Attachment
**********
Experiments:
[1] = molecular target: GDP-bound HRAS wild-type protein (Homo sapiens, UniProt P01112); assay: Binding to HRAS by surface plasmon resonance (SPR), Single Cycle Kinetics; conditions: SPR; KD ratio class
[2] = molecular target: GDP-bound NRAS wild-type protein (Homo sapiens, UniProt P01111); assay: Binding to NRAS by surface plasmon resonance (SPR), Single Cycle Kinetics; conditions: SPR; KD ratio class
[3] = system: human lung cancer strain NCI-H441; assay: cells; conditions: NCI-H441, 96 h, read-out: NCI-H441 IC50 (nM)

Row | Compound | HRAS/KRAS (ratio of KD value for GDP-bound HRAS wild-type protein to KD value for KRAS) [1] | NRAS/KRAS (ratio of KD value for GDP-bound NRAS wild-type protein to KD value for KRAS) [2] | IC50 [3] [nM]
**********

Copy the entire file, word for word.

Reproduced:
Experiments:
[1] = molecular target: GDP-bound HRAS wild-type protein (Homo sapiens, UniProt P01112); assay: Binding to HRAS by surface plasmon resonance (SPR), Single Cycle Kinetics; conditions: SPR; KD ratio class
[2] = molecular target: GDP-bound NRAS wild-type protein (Homo sapiens, UniProt P01111); assay: Binding to NRAS by surface plasmon resonance (SPR), Single Cycle Kinetics; conditions: SPR; KD ratio class
[3] = system: human lung cancer strain NCI-H441; assay: cells; conditions: NCI-H441, 96 h, read-out: NCI-H441 IC50 (nM)

Row | Compound | HRAS/KRAS (ratio of KD value for GDP-bound HRAS wild-type protein to KD value for KRAS) [1] | NRAS/KRAS (ratio of KD value for GDP-bound NRAS wild-type protein to KD value for KRAS) [2] | IC50 [3] [nM]